Published on November 12th, 2012 | by No Artificial
Early Stress Linked to Anxiety in Teen Girls
Michigan State University scientists claim that high levels of family stress in infancy are linked to differences in everyday brain function and anxiety in teenage girls.
The study features evidence for a developmental pathway through which early life stress may drive emotional and behavioral changes.
Babies who lived in families with stressed mothers were more likely to become preschoolers with much higher levels of cortisol, a stress hormone.
Furthermore, 14 years later, these teenage girls with higher cortisol also showed less communication between brain areas associated with emotion regulation.
Both high cortisol and differences in brain activity predicted higher levels of stress and anxiety at age 18.
The males in the research did not show any of these patterns.
“We wanted to understand how stress early in life impacts patterns of brain development which might lead to anxiety and depression,” reported Dr. Cory Burghy of the Waisman Laboratory for Brain Imaging and Behavior.
“Young girls who, as preschoolers, had heightened cortisol levels, go on to show lower brain connectivity in important neural pathways for emotion regulation — and that predicts symptoms of anxiety during adolescence,” added Burghy.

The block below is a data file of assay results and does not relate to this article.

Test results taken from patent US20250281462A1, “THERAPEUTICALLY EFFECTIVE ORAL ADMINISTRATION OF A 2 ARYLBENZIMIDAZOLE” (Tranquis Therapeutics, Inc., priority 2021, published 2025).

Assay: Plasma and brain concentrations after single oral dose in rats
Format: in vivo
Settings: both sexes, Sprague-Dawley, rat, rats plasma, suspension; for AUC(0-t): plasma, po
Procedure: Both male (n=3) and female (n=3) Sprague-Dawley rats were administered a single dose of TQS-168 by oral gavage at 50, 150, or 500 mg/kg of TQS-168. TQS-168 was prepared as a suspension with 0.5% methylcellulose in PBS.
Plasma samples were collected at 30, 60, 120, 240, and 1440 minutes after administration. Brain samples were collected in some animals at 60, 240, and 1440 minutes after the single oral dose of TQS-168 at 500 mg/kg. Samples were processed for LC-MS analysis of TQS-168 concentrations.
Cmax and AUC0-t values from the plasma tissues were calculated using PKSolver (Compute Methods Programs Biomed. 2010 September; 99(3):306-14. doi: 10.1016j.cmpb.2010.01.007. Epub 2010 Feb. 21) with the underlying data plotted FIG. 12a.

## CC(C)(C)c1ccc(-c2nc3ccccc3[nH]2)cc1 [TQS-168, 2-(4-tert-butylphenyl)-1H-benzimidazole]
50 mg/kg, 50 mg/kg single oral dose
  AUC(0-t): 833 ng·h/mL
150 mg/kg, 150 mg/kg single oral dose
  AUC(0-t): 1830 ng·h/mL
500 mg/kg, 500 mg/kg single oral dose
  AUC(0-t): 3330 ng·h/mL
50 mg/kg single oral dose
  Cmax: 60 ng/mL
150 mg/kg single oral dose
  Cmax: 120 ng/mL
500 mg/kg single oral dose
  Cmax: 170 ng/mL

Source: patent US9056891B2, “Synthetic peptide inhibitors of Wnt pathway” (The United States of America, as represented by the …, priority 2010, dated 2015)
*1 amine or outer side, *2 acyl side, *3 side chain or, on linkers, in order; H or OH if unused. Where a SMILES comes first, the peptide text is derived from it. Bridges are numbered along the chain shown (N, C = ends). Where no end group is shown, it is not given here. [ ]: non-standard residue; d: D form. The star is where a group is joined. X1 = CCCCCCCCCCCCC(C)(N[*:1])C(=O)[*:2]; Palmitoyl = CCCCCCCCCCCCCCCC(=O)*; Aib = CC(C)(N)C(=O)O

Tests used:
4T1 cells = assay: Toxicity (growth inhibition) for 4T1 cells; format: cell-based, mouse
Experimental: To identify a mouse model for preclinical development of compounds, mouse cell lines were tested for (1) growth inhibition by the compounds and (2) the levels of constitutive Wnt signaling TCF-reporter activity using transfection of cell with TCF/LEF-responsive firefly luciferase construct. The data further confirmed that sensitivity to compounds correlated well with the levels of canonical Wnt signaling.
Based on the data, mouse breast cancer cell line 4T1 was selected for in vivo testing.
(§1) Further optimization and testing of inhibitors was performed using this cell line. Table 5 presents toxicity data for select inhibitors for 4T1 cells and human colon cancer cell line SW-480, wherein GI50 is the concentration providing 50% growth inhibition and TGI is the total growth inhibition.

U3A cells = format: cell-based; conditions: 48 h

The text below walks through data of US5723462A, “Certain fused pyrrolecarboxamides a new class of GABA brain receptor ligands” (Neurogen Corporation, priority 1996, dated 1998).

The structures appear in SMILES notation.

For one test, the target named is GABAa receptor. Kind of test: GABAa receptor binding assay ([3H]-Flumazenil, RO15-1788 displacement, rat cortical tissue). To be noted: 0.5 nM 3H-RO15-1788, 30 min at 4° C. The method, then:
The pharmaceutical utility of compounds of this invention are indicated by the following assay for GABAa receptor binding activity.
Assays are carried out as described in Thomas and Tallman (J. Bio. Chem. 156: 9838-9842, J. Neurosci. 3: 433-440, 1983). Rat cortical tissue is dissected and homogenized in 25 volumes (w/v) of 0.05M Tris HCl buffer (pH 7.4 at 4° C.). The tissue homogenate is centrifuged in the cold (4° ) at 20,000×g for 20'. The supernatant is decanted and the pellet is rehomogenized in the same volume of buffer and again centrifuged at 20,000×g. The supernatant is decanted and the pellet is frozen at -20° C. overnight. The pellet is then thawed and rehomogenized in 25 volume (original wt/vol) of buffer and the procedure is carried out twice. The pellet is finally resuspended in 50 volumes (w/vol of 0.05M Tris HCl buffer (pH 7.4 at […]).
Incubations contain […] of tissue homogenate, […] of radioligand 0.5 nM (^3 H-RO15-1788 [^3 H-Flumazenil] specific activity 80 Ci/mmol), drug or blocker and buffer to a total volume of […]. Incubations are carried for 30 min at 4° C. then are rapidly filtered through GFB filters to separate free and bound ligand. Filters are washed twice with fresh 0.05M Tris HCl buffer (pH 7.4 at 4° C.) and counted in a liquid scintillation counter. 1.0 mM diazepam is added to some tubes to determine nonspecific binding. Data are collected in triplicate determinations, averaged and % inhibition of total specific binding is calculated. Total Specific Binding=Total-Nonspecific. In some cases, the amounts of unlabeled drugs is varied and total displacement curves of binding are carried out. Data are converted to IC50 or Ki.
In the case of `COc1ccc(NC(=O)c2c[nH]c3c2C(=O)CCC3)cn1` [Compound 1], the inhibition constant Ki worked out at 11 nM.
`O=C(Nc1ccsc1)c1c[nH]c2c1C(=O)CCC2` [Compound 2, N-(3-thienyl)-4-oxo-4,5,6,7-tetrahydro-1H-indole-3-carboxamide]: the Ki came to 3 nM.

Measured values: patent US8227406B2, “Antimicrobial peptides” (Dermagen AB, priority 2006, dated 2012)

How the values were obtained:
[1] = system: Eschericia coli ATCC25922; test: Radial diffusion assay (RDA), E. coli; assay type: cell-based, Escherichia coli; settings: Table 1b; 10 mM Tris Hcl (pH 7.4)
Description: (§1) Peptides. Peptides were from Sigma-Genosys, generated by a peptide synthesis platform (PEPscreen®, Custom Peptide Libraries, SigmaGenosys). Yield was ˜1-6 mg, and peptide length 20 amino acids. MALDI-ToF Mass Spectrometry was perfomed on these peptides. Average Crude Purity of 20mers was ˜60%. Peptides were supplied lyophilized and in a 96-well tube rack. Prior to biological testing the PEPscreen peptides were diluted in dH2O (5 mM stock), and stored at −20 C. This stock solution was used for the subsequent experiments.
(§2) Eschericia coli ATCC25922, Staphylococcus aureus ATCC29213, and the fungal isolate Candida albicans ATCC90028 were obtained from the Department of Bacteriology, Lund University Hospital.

The researchers scanned the brains of 57 participants (28 females and 29 males) to map the strength of connections between the amygdale — a brain region known for its sensitivity to negative emotion and threat — and the prefrontal cortex, which is associated with helping to process and regulate negative emotion.
Then they looked back at past results and observed that girls with weaker connections had, as infants, lived with mothers who had reported higher overall amounts of stress. This includes depression, parenting frustration, exhaustion and aggravation, marital conflict, or financial stress.
As four-year-olds, these girls also showed higher levels of cortisol late in the day, which is considered a measure of stress experienced during the day.
At the end of the study, researchers queried the teenagers about their anxiety signs and symptoms, and about the stress in their present lives. They found a strong connection with childhood stress, rather than current stress levels. This suggested that higher cortisol levels in childhood could have modified the girl’s developing brain, causing weaker connections between the prefrontal cortex and amygdala.
“Our findings raise questions on how boys and girls differ in the life impact of early stress,” said Richard Davidson, Ph.D., professor of psychology and psychiatry at University of Wisconsin-Madison.
“We do know that women report higher levels of mood and anxiety disorders, and these sex-based differences are very pronounced, especially in adolescence”, Davidson added.
University of Wisconsin-Madison